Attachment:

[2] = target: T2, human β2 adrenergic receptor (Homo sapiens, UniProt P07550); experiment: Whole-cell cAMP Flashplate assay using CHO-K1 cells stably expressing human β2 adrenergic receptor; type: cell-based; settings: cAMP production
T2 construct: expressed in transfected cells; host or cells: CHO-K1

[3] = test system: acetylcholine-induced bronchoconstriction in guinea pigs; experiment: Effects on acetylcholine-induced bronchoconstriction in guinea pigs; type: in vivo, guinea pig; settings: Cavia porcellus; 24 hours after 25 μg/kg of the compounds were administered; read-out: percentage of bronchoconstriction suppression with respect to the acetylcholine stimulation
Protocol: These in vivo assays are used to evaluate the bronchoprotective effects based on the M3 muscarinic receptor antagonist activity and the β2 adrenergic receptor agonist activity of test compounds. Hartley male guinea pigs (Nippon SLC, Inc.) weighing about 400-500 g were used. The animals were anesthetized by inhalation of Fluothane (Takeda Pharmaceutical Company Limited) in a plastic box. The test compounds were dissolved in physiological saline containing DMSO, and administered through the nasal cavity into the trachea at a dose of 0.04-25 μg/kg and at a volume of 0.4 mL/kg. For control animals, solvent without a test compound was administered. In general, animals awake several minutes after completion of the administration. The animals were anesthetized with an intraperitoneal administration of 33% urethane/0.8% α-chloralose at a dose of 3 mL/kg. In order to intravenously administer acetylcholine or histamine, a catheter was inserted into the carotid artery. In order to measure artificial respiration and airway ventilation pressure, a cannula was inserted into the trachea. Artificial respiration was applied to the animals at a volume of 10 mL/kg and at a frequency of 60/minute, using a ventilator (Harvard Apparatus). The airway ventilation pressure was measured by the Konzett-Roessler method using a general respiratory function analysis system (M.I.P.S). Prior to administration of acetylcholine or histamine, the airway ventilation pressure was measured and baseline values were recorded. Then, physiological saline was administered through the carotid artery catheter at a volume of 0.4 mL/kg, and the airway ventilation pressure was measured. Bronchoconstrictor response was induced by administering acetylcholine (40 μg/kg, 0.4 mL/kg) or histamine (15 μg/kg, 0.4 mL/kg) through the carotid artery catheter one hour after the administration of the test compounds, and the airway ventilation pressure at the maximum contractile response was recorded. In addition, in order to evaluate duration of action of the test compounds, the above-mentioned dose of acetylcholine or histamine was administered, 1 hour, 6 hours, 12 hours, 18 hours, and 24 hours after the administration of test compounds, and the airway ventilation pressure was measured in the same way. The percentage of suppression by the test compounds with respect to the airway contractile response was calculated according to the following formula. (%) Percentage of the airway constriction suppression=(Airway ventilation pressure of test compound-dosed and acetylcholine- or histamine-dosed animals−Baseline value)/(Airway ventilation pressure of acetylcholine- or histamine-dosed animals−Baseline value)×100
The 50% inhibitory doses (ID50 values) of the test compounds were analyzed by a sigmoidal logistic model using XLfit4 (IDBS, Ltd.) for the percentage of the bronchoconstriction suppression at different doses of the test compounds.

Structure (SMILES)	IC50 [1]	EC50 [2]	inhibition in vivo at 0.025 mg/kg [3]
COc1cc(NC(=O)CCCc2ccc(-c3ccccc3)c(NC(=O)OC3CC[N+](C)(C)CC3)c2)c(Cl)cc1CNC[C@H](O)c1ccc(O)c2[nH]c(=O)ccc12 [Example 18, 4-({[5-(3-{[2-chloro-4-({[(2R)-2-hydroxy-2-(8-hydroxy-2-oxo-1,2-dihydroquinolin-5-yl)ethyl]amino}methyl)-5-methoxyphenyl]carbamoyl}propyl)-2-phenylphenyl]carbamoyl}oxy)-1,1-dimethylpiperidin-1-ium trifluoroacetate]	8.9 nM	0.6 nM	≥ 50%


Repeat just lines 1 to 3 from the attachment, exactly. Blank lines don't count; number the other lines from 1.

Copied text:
[2] = target: T2, human β2 adrenergic receptor (Homo sapiens, UniProt P07550); experiment: Whole-cell cAMP Flashplate assay using CHO-K1 cells stably expressing human β2 adrenergic receptor; type: cell-based; settings: cAMP production
T2 construct: expressed in transfected cells; host or cells: CHO-K1

[3] = test system: acetylcholine-induced bronchoconstriction in guinea pigs; experiment: Effects on acetylcholine-induced bronchoconstriction in guinea pigs; type: in vivo, guinea pig; settings: Cavia porcellus; 24 hours after 25 μg/kg of the compounds were administered; read-out: percentage of bronchoconstriction suppression with respect to the acetylcholine stimulation